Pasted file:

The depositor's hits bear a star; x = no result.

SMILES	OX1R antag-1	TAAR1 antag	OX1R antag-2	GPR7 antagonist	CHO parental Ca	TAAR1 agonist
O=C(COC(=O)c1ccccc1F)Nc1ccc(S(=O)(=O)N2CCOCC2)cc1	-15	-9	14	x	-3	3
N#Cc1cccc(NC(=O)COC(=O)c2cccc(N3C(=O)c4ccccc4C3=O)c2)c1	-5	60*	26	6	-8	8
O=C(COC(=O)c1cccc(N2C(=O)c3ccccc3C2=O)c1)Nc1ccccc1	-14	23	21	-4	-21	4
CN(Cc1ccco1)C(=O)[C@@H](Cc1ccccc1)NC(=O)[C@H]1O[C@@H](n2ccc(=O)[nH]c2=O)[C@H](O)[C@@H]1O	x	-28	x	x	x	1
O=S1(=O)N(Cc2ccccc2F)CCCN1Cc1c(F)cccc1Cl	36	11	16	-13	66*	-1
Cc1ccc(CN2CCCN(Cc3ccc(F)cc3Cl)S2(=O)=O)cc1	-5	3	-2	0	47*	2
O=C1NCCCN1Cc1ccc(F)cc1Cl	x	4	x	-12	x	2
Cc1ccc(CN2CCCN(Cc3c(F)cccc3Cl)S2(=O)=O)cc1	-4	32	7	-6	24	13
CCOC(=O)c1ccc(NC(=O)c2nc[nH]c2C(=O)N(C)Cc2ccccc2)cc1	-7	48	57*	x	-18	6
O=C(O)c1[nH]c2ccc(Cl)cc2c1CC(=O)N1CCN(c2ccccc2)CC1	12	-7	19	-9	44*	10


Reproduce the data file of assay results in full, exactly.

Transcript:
The depositor's hits bear a star; x = no result.

SMILES	OX1R antag-1	TAAR1 antag	OX1R antag-2	GPR7 antagonist	CHO parental Ca	TAAR1 agonist
O=C(COC(=O)c1ccccc1F)Nc1ccc(S(=O)(=O)N2CCOCC2)cc1	-15	-9	14	x	-3	3
N#Cc1cccc(NC(=O)COC(=O)c2cccc(N3C(=O)c4ccccc4C3=O)c2)c1	-5	60*	26	6	-8	8
O=C(COC(=O)c1cccc(N2C(=O)c3ccccc3C2=O)c1)Nc1ccccc1	-14	23	21	-4	-21	4
CN(Cc1ccco1)C(=O)[C@@H](Cc1ccccc1)NC(=O)[C@H]1O[C@@H](n2ccc(=O)[nH]c2=O)[C@H](O)[C@@H]1O	x	-28	x	x	x	1
O=S1(=O)N(Cc2ccccc2F)CCCN1Cc1c(F)cccc1Cl	36	11	16	-13	66*	-1
Cc1ccc(CN2CCCN(Cc3ccc(F)cc3Cl)S2(=O)=O)cc1	-5	3	-2	0	47*	2
O=C1NCCCN1Cc1ccc(F)cc1Cl	x	4	x	-12	x	2
Cc1ccc(CN2CCCN(Cc3c(F)cccc3Cl)S2(=O)=O)cc1	-4	32	7	-6	24	13
CCOC(=O)c1ccc(NC(=O)c2nc[nH]c2C(=O)N(C)Cc2ccccc2)cc1	-7	48	57*	x	-18	6
O=C(O)c1[nH]c2ccc(Cl)cc2c1CC(=O)N1CCN(c2ccccc2)CC1	12	-7	19	-9	44*	10